Technology use: The risky internet use and usage frequency predicted cyber-bullying victimization significantly when compared with traditional victimization among female (ΔR2 = .133, F (2, 83) = 6.78, p = .002) as well as male students (ΔR2 = .216, F (2, 108) = 15.98, p = .000). (11) In another study, Eric Rice reported high levels of texting (OR = 2.1; 95% CI = 1.1, 4.0; P < .05) and Internet use (OR = 2.0; 95% CI = 1.0, 3.64; P < .05) were associated with being a cyber-victim [14].

Type of school: Public school students reported experiencing cyber harassment more frequently than those studying in the private school [5].

Effects of cyberbullying on the perpetrator

The association between cyberbully perpetrator and their mental health and well-being is equally important to take under consideration. Many studies reported that cyberbullyng does not only has negative effects on the its victims but also on the perpetrator as well It was observed that 39% of students who harassed others online dropped out of school and 37% showed delinquent behavior [1]. About 32% of online harassers were frequent substance abusers, while some reported frequent smoking and drunkenness. A study reported that about 16% perpetrators were severely depressed [1] while in another study there reports of bullies feeling unsafe in school [4]. This study also states a strong correlation between psychiatric, psychosocial and psychosomatic disorders with being a cyberbully or a cybervictim [4]. With the rise of cyberbullying there arise a hypothesis that students who cyberbully may feel greatly powerful by taking the advantage of immense anonymity and by targeting much bigger and wider audience [16]. It has also been speculated that the lack of immediate retaliation by the victim may provoke perpetrator towards harsher bullying [17]. A study ny Gini et al has shown that bullies are morally capable enough to judge actions but still have potential deficiencies with respect to moral sentiments and appear to have high levels of moral disengagement which is why they lack empathy for victim [18].

Effects on cybervictims

In relation to combating cyber-bullying males responded more actively and with physically retaliatory behavior, whereas females’ responses indicated more passive and verbally retaliatory behavior [15]. About 1 in every 4 individuals reported fear for their safety most of whom most reported getting targeted by an adult. Sourander et al reported association between victimization and sleeping problems (p < 0.001), bed-wetting, headaches (p < 0.001), recurrent abdominal pain and stomachaches. The same study states that victims experience numerous perceived problems, social anxiety, emotional disturbances and peer problems [4]. Hoff et al in their study found that students who were the targets of cyber bully reported several negative psychological effects. They experienced high levels of aggressiveness, powerlessness, sadness, and fear [15]. Girls who were victimized by cyberbully were significantly (P=0.003) more likely to reports 2-week sadness (36% vs. 21%), suicidal ideation (19% vs. 12%), suicide plan (15% vs. 11%), attempt (10% vs. 6%), and treatment for attempt (3% vs. 2%) as compared to victimized boys. This study also shows a strong association of suicidality in teens with victimization of bully, especially cyberbully [19].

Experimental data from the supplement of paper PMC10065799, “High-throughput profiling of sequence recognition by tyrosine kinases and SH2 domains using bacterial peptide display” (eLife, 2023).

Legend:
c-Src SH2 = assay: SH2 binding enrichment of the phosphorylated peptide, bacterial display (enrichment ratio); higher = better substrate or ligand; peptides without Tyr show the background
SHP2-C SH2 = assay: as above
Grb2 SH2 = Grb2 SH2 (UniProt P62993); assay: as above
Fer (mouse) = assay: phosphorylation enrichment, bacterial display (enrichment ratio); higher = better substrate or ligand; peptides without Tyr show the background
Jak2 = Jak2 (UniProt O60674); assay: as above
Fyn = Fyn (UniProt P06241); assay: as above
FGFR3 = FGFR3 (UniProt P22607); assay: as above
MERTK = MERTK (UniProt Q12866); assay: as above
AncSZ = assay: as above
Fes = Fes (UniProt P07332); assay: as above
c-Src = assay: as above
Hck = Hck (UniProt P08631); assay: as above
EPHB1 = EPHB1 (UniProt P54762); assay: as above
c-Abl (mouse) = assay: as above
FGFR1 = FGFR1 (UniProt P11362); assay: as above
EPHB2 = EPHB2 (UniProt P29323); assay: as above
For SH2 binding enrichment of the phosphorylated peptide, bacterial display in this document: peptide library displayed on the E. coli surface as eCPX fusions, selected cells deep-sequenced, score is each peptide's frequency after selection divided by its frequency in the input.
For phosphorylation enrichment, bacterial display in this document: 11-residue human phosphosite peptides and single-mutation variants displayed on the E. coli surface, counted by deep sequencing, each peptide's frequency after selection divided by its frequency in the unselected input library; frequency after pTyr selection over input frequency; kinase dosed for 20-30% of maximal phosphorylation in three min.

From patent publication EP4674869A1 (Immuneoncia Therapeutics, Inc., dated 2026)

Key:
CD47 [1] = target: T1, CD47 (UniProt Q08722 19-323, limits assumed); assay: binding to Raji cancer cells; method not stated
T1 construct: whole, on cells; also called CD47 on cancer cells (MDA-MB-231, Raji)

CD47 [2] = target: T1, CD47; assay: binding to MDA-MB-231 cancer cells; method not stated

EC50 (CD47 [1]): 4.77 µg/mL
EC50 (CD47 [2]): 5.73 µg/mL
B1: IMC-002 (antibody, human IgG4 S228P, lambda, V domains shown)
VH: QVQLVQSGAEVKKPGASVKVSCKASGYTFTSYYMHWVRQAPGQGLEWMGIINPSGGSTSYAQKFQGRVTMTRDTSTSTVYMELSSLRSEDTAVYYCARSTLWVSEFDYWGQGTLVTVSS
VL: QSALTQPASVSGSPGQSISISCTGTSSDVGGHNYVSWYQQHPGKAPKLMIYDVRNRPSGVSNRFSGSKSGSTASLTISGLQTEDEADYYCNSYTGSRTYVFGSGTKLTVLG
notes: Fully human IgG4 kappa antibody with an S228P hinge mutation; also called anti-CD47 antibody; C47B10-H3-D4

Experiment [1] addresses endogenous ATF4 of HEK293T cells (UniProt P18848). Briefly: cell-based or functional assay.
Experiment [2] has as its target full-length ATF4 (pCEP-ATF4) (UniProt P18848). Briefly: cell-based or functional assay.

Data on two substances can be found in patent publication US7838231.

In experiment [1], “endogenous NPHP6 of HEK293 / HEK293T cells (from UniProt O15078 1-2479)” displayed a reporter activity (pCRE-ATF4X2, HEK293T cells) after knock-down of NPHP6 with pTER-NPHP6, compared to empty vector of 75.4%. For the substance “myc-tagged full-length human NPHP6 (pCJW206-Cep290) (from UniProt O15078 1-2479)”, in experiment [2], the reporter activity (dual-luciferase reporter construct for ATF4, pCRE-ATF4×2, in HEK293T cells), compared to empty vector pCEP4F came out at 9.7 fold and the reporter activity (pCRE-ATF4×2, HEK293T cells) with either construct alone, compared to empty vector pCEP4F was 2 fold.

Students categorized as “other” race (20%) and Hispanics (14%) presented with higher suicide ideation, as well as were more likely to report having made a suicide attempt (10% and 11%, respectively) compared to Caucasians (6%) and African-Americans (8%) [19]. The analysis showed that female cybervictims were more likely to inform adults than males (p = 0.012) and among students who knew someone being cyber bullied, only 30.1% told adults with no correlation to gender [9]. Non-heterosexual groups were far more likely to report bullying (33.1% vs 14.5%) [12].

Both public and private school students revealed seeking help from their friends (28.6% vs 43.6%) however only a few of the public school students stated that they had asked for help from their teachers while none of the private school students reported asking help from them [5]. A study by ML Ybarra et al states that the victims of cyberbully undergoes variety of social problems which results in having them caught in detentions, suspensions and school avoiding behavior [20]. The same study shows that cyberbully victims experience paranoia due to which they tend to carry weapons with them [20]. The cyberbully victims are more likely to develop aggression against bullies and tend to become cyber bullies to take revenge and may experience the same negative impacts as being experienced by a perpetrator [20].


Educating children: Warning from the dangers that lurk in cyber space and training of children must start at a young age, involving them in discussions about the dangers of bullying and how to by an ally when they see cyber-bullying behavior and who to report to? [15]

Educating teachers: Educators should become “safe contacts,” giving students a place to turn if they are victims or want to report perpetrators [15].

Educating parents: Monitoring their child’s online behavior, implementing internet usage rules and what to do if they discover that their child is a participant or a target is part of parent education in combating cyber-bullying [15]. The percentage of youth reporting the existence of parental rules on Web sites (p < 0.01), time allowed online (p < 0.01), and filter restricting online activities (p < 0.05) is higher among non-victims than among victims [13].

Role of school: Another role of schools is to help students cope with social tension especially those that center on relationship issues, assess of students in order to determine bullying behavior and get to the root of it [15].

Technological coping strategies: Instituting strict privacy settings on Internet-based technologies such as instant messengers and e-mails, changing usernames and or e-mail addresses [21].


Cyber-bullying is a multi-conceptual topic which requires immense research. After a thorough search of literature, we’ve concluded that cyber-bullying is one of the worst forms of bully which imparts its devastating effects on teenagers. Perpetrators of cyber-bully misuse the cyber resources in various ways to bully people online for the sake of their psychological satisfaction which badly influence the targeted victims as well as the active perpetrator.

A targeted victim, as a consequence of cyber-bully, may experience insecurities, poor school performance, addictions, psychosomatic disorders, retaliatory behavior, emotional distress, suicidal tendencies etc. This altogether adds to destruction of normal psychology of a teenager. Cyber-bullying also impacts the perpetrators with serious psychosomatic, psychiatric and psychosocial disorders. All the individuals involved in cyber-bully, either as a victim or a perpetrator, face some serious outcomes of this problem which can only be reduced by active measures to combat it.



Conflict of Interest

Authors declare no conflict of interest.